Wet macular degeneration 

This type is less prevalent, but it is far more dangerous. When new, aberrant blood vessels form behind the retina, this is known as wet AMD. These arteries may leak blood or other fluids, resulting in macula scarring. Wet AMD causes visual loss more quickly than dry AMD.

What is the cause of AMD?

Macular degeneration does not have any major symptoms in its early stages. During a comprehensive ophthalmological examination, however, it can still be detected. Small yellow deposits (drusen) form in the layer of cells right beneath the retina, indicating areas of degeneration.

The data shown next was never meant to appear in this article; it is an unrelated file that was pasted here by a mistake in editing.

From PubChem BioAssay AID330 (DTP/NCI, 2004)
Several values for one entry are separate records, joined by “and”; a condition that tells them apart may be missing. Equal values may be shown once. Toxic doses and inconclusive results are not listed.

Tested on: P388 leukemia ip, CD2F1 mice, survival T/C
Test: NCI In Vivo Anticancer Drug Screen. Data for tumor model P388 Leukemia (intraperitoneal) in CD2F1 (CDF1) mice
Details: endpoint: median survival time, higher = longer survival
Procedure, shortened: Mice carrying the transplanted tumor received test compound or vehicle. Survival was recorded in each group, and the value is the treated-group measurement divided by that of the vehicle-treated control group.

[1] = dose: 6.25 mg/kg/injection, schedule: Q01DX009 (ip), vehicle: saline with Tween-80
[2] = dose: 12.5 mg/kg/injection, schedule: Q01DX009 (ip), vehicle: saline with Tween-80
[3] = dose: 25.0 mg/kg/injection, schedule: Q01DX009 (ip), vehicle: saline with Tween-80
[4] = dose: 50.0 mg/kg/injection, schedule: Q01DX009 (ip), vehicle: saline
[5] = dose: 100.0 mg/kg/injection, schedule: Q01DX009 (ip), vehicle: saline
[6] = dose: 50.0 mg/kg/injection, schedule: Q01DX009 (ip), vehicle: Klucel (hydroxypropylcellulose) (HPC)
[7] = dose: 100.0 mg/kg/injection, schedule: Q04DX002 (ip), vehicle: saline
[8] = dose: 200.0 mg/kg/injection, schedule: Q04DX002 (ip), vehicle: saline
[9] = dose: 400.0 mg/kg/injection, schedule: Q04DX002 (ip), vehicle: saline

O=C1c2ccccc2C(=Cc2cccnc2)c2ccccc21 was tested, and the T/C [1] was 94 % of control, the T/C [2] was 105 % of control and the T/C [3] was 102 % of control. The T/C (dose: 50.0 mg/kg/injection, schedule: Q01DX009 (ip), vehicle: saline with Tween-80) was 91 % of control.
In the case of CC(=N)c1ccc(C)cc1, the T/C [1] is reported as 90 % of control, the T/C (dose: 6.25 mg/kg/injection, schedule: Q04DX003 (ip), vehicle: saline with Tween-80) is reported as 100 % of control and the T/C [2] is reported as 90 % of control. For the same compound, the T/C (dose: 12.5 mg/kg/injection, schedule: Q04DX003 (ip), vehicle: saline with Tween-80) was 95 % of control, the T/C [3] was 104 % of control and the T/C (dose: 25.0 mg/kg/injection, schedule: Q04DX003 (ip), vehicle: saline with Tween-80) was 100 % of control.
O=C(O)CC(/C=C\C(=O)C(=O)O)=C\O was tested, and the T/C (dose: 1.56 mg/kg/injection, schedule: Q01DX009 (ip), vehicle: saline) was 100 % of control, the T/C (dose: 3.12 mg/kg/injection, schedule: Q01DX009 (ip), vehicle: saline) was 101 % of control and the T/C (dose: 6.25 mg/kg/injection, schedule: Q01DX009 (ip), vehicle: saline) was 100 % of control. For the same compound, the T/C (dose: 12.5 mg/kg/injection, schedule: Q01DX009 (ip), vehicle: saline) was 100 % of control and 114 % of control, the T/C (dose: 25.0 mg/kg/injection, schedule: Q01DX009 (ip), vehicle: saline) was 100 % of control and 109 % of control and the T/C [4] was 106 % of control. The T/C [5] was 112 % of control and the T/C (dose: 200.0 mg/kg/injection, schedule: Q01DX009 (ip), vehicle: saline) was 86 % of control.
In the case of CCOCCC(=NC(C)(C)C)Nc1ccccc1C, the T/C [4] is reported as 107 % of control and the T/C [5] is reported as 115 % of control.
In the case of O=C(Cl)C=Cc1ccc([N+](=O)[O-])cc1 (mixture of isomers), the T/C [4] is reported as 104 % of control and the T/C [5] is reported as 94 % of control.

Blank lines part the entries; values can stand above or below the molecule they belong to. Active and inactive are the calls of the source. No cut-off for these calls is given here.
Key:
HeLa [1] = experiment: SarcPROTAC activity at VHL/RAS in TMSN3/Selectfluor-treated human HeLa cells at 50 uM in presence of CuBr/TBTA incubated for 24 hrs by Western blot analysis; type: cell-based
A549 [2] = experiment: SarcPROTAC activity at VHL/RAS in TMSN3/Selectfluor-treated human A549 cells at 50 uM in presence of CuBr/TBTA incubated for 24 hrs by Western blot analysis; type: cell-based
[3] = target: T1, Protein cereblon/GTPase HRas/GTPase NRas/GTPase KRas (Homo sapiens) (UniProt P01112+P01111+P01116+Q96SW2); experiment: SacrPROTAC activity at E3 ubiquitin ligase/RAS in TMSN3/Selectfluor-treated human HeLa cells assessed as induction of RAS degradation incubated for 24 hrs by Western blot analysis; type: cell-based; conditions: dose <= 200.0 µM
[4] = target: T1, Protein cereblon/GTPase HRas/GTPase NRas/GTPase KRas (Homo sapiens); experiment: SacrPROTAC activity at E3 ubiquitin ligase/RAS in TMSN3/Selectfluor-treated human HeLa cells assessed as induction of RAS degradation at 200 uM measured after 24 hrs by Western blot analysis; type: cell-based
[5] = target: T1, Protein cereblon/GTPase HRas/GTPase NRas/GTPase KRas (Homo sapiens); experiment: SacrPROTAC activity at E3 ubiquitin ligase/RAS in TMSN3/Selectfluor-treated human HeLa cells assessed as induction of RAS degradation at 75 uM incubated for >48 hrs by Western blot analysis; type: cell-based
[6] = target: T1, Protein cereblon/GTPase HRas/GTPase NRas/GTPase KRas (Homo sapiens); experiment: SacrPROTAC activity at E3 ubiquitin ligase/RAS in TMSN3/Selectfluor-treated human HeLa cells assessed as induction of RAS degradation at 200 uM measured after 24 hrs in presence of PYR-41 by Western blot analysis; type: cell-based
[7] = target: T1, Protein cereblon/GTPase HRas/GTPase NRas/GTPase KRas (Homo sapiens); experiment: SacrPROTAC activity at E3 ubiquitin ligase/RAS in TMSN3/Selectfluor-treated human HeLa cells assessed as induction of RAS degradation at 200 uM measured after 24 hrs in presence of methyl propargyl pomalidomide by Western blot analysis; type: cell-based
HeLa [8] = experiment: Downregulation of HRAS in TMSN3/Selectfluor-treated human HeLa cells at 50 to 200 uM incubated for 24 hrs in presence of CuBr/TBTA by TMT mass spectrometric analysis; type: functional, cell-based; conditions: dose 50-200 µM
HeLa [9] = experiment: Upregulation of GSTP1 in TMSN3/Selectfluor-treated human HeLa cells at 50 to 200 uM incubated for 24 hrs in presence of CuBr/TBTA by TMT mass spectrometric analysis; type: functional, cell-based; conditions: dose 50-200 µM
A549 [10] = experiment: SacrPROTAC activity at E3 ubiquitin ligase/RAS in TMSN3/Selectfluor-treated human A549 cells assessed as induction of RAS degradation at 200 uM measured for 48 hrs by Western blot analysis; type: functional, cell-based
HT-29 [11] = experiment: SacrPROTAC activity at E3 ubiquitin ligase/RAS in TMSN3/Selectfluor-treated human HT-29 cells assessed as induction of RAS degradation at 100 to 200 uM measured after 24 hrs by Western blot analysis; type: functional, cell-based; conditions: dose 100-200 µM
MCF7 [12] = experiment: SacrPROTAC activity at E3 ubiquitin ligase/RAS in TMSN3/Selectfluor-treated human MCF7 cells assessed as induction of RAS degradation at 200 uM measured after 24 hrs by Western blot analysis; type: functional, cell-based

Drusen are few in number, tiny, and lack considerable pigmentation in the early stages. There is usually no eyesight loss in the patient. The drusen have multiplied, grown larger, become more deeply pigmented, and maybe cause minor visual impairments such as wavy or blurred vision in the intermediate stage. Advanced AMD can cause central vision loss that ranges from partial to complete.

Who is at risk for AMD?

If you do any of the following, you’re more likely to develop AMD:

  • accustomed to smoking cigarettes 
  • are over the age of 50
  • consume a high-saturated-fat diet (found in foods like meat, butter, and cheese)
  • suffer from hypertension (high blood pressure)
  • are obese
  • have a history of AMD in your family

Heart disease, as well as excessive cholesterol levels, are also risk factors for AMD. Caucasians (white people) are likewise more likely to develop AMD.

Is early detection for AMD possible?